Minutes of Meeting

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Date: May 12, 2002

Location: University of Dayton, Alumni Hall Room 101

Meeting Topic: Subsidiarity

Speakers: Father Jack Kelley

Host: Judy Baker

SUBSIDIARITY (The principle of subsidiary function)

Here is a summary statement meant for concerned Jewish and Protestant friends:

A key issue of our times is the exercise of power, and in a special way, the empowerment and creativity of our laity.  A sense of powerlessness is one of the most destructive realities of our contemporary society.  Present structures tend to make persons more and more dependent, rather than self-reliant.

A new idea has been born in our times, very compatible with the biblical and Jewish tradition, but not yet formulated within Protestant or Jewish social philosophy.  It is called the principle of subsidiarity or the principle of subsidiary function.  It is a natural law function.

"Subsidiarity" is a response to the dilemma of power, a new concept to enable all our people to come into a more vibrant relationship with their own creativity.  The idea has grown within Catholic social thought for more than seventy years, not without difficulty.  It reaches a high point in the Declaration on Religious Liberty (Dignitatis Humanae Personae) and The Church in the Modern World (Gaudium et Spes, par 86.)  Both are documents passed in 1965 at Vatican II.  Due to the limited interaction of our faith communities in the past, the idea has been left undeveloped.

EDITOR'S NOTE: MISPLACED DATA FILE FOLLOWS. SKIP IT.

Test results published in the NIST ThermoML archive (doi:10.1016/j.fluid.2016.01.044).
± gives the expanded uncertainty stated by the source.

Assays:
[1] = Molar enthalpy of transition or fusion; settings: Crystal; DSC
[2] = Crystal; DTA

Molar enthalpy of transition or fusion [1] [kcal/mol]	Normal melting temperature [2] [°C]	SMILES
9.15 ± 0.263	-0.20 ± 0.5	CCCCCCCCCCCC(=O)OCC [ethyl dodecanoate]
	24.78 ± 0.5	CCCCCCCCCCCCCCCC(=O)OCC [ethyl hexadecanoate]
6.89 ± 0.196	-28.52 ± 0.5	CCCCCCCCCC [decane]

This concept perceives social structures as "subsidiary" to the person and to the primary groupings within which the persons live out their human existence.  The larger social structures should serve to enable, to empower the person and the small unit (such as the family, the congregation, and the neighborhood) to live in greater liberty, that is to say, more humanely.  This new image of service, of ministry as a Servant, is inspired by the songs of the servant in Second Isaiah.  The image is becoming a liberating symbol to the people of the world showing the presence and concern of the people of God.

Footnote.  From the viewpoint of an eminent economist, this insight has been expressed in SMALL IS BEAUTIFUL, Economics as if People Mattered (E.F.("Fritz") Schumacher, 1973).

From the viewpoint of the Catholic sociologist, it has been described as NO BIGGER THAN NECESSARY (Andrew Greeley, 1977).

From the viewpoint of political theory, it is supported by Berger and Neuhaus in TO EMPOWER PEOPLE, The Role of Mediating Structures in Public Policy (1978).

Subsidiarity, a neologism, is well documented in Catholic papal documents since 1931, and in the AMERICAN PASTORAL, Economic Justice for All (1986).  Because it has not been well understood, it deserves to be studied and applied against the current sense of helplessness.  It is also the principle upon which the European Union is built.

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